Shipments of perishable food must be given priority as France eases border restrictions with the UK, industry leaders say.
An agreement to allow hauliers with a negative Covid test to travel between the UK and France was announced late on Tuesday (22 December).
It came 48 hours after France closed its border with the UK following confirmation of a new virulent strain of coronavirus across south-east England.
The disruption affected shipments of seafood, red meat and other fresh produce – with thousands of lorries stuck in queues waiting to cross the English Channel.
Some abattoirs halted slaughterings as containers of chilled lamb due for export were forced to return home.
Affected companies have lost many thousands of pounds, with some firms caught up in the turmoil warning that they face going out of business.
Ian Wright, chief executive of the Food & Drink Federation, said the immediate challenge was to clear the backlog of lorries.
“Priority must be given to perishable loads like seafood and other fresh, short shelf-life foods,” he said.
“We now look to the army and local authorities to instigate a quick and efficient testing system in Kent that can allow trucks onto ferries and the Channel Tunnel.
Mr Wright said it could take more than a week to clear the backlog.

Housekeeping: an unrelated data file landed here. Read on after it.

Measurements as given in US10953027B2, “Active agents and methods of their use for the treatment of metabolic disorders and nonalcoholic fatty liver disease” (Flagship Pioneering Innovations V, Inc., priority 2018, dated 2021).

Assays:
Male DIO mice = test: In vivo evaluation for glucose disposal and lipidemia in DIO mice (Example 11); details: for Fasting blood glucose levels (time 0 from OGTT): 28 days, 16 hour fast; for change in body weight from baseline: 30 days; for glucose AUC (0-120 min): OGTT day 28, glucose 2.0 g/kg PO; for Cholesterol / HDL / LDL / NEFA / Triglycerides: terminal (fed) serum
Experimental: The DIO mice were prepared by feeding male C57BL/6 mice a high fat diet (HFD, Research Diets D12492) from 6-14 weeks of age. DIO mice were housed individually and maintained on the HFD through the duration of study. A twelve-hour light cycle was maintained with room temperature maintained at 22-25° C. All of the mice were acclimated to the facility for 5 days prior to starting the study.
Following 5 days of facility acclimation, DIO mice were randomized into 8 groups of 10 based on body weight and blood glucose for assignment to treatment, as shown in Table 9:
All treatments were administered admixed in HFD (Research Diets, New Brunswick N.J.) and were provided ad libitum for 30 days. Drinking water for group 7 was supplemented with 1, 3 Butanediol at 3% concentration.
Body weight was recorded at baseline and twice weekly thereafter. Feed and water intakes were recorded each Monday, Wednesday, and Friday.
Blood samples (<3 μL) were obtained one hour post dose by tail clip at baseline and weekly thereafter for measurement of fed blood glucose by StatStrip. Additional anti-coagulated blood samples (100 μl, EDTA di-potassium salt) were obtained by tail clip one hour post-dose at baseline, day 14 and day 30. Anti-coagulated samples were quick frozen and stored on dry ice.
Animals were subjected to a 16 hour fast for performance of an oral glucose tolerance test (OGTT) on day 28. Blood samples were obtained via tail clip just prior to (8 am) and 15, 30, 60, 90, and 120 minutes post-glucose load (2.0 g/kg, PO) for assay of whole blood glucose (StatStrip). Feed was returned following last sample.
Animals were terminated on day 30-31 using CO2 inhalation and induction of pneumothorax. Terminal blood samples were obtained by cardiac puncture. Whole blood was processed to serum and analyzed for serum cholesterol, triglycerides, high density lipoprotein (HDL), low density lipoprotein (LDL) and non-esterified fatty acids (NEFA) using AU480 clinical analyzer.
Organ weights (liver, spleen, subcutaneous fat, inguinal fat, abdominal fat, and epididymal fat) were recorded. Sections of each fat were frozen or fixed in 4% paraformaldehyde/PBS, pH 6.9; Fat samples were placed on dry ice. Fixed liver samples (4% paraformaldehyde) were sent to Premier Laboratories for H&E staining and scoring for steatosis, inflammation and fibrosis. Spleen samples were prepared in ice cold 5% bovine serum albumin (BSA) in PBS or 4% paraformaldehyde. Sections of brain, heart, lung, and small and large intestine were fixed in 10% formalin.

“Even working extremely quickly and with Calais possibly shut for Christmas Day it is clear that it could take until the New Year to return to normal operations.
“Lorries will take time to return to their normal pattern of collection and delivery.
“That means we are likely to see, locally, reduced on-shelf availability of some fresh vegetables and fruits, beginning next week.”
Mr Wright added: “Many businesses have lost very valuable – but uninsurable – consignments in these delays through no fault of their own.”
Government ministers had a moral duty to offer compensation to those who had lost product – nothing less, he said.
Transport secretary Grant Shapps said everyone travelling from the UK to France would have to show proof of a negative coronavirus test within the previous 72 hours.
“This protocol will see the French border reopen to those travelling for urgent reasons, provided they have a certified negative Covid test,” he said.
“We continue to urge hauliers not to travel to Kent until further notice as we work to alleviate congestion at ports.”
The protocol agreed with the French government will be reviewed on 31 December, but Mr Shapps said it could run until 6 January.
All lorry drivers, irrespective of nationality, will require a lateral flow test, with the results known within 30 minutes of testing.